The saying “I left my heart in x location” gets tossed around so frequently that it’s become a cliché, but after returning from my semester of study abroad in Florence, Italy, I genuinely felt as if I had left some part of myself there and I was left feeling like I had reverted back to the version of myself I had been before my semester abroad, filled with self-doubt and hindered by my fears. I had been so happy to discover myself opening up in Florence, leaving my inhibitions behind and becoming a much more outgoing and confident person. I remember thinking that when I got back home, I would be able to do so much more, things I would have never considered doing before because they seemed too scary and I didn’t believe I could do them, but in Italy, I no longer felt those fears, or at least believed in myself enough to face them. When I first arrived home, I felt confident that I could retain these skills I had fostered while abroad, but after a few weeks at home, I realized I no longer felt the same. It was as if the confident and independent version of myself could only exist abroad and I had left her there when I flew back to the U.S. I went to apply for summer jobs and felt very unsure of myself. I got a job at a boutique, but I felt intimidated by the customers and my fellow employees (some of whom were three years younger than me). I acted meek and insecure. I could sense myself acting that way and I hated it, but I also didn’t know how to change it, how to rediscover the boldness I had felt abroad.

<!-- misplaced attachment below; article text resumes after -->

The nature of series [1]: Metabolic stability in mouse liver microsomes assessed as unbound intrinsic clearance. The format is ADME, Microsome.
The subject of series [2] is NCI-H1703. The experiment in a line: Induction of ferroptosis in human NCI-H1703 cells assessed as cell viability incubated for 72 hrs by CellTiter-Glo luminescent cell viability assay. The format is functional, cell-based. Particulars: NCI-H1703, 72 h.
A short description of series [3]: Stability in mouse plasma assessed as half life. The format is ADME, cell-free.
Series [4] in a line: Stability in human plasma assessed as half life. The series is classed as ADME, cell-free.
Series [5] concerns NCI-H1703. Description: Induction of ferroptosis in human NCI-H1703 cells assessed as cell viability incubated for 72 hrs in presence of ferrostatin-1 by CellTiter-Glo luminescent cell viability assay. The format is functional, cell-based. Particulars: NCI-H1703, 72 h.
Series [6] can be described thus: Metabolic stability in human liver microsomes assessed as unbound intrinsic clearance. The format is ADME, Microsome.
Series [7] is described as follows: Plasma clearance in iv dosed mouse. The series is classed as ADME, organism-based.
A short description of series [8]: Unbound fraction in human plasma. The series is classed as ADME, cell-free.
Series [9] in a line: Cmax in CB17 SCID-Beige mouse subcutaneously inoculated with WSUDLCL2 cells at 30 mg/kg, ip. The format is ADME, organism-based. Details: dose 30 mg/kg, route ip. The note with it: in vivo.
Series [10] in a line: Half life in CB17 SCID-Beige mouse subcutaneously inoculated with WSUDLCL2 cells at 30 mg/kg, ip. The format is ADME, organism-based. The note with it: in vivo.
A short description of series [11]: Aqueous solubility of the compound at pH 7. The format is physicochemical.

I went through a period of feeling a deep loss, for my time in Florence and the person I was there and the way I had felt. I cried frequently and felt lethargic. It was heartbreaking to think that all that I had gained in Italy, I had lost so quickly. However, things started looking better towards the end of the summer. I had a conversation with a close friend who had also been abroad and was also feeling down and missing study abroad. I told her about my feelings of loss of confidence and her response was so thoughtful and comforting. She said that I might not be feeling as confident now, but I knew I had it in me because I did have it in Italy. I can be that person again, I just needed to work on redeveloping it, but it would probably be easier this time since I’ve done it before. I frequently reminded myself of her words when I needed reassurance. And the exciting thing was, I did feel myself regaining the confidence. By the end of my summer job, I trained a new employee, who was much older than me and I found myself able to talk to her comfortably. I was also talking to customers and other people in my life with more self assurance. I was excited to go back to my college and take on my senior year.